Saturday, September 29, 2012

Well, I Tried

NOTE: We had updated the video links to what purported to be an official page, but Warner Bros. thought otherwise. Since the blog posts don't make any sense without the films, we have decided to remove the blog posts entirely.

Thank you all for being so patient as we took a nice little overview of Chuck Jones' career, which culminated in a video smorgasbord on Friday last week.

However, I want to point out something a little saddening. In their infinite corporate wisdom, Warner Bros. has decided to once again very strongly police its copyrights, pulling down several prolific users' accounts which provided some of the cartoons you would have enjoyed in those slots. I believe Warners' axed some of them well before Jones' birthday. At the time I programmed those blog posts (which was about three weeks before) all those cartoons were working and I watched them all myself and verified they worked.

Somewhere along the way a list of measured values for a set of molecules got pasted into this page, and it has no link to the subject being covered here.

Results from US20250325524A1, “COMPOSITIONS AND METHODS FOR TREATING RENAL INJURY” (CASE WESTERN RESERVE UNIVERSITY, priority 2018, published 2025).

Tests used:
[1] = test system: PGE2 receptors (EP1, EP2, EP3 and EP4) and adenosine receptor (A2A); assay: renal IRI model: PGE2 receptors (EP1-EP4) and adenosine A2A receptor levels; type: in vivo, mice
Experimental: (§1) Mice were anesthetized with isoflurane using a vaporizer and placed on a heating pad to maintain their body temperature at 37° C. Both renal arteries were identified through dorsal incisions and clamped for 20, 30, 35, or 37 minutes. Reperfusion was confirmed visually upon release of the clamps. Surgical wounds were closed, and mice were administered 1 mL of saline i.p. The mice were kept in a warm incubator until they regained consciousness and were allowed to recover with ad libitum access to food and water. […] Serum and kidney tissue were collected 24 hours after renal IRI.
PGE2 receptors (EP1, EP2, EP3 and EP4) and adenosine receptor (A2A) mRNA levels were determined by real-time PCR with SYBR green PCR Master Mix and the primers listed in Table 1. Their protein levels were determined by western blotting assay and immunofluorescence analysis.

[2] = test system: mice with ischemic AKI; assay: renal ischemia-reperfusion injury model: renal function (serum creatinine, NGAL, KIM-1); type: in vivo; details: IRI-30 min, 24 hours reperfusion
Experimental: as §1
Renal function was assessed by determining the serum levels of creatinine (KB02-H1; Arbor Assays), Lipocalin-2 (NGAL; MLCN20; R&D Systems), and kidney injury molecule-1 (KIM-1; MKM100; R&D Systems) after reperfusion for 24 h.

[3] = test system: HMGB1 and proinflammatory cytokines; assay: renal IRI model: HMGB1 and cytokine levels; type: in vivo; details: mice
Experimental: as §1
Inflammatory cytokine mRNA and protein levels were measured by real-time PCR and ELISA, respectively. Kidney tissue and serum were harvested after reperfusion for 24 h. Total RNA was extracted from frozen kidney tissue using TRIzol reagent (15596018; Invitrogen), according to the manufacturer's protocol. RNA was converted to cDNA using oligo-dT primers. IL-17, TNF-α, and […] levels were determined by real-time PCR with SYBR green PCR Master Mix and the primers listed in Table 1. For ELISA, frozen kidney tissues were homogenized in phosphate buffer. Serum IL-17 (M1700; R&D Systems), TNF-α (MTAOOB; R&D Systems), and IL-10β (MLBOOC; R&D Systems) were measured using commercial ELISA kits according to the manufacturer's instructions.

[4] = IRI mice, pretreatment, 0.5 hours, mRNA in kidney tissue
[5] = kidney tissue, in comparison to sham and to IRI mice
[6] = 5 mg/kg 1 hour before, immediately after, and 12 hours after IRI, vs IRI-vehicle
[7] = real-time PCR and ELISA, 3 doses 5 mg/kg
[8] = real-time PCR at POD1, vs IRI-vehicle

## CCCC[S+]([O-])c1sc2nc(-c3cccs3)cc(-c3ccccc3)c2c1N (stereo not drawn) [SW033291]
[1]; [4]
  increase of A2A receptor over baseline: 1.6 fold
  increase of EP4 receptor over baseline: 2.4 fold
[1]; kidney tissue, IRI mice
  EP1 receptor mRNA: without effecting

The affected cartoons included "From Hare to Eternity", "Now Hear This", "Drip Along Daffy", "Lumber Jack-Rabbit", "Hell Bent for Election", "Jerry Jerry Quite Contrary", "What's Opera Doc?", "Bully for Bugs", "Rabbit Seasoning", "A Pest In The House", "The Aristo-Cat" and "The Night Watchman."

Look, Warner Bros. I understand that you retain the rights to these films. But, dammit, we're trying to program a tribute to celebrate the 100th birthday of a man who's helped line your corporate coffers many times over who helped create some of the greatest cartoons ever made, originally intended as ephemera but somehow got thrust into timelessness through countless television viewings, as well as some of the greatest cartoon characters ever created. Don't freaking rain on his parade.

Chuck's generosity with up and coming cartoonists has been well documented. In 1990, Chuck explained some drawing techniques to one of his students, a young man named Jeff DeGrandis (who is now the producer of "Dora the Explorer" and "Go Diego Go"), and someone thought to roll a video camera. DeGrandis thankfully saved the tapes, and was able to create a 90 minute DVD. Unfortunately I believe the DVD is no longer available but you can still donate to the Chuck Jones Center by visiting

1 comment:

Callie Ray. said...

Warner Bros. can be 100% stingy when it comes to having their content shown on YouTube: films, music, tv shows, etc..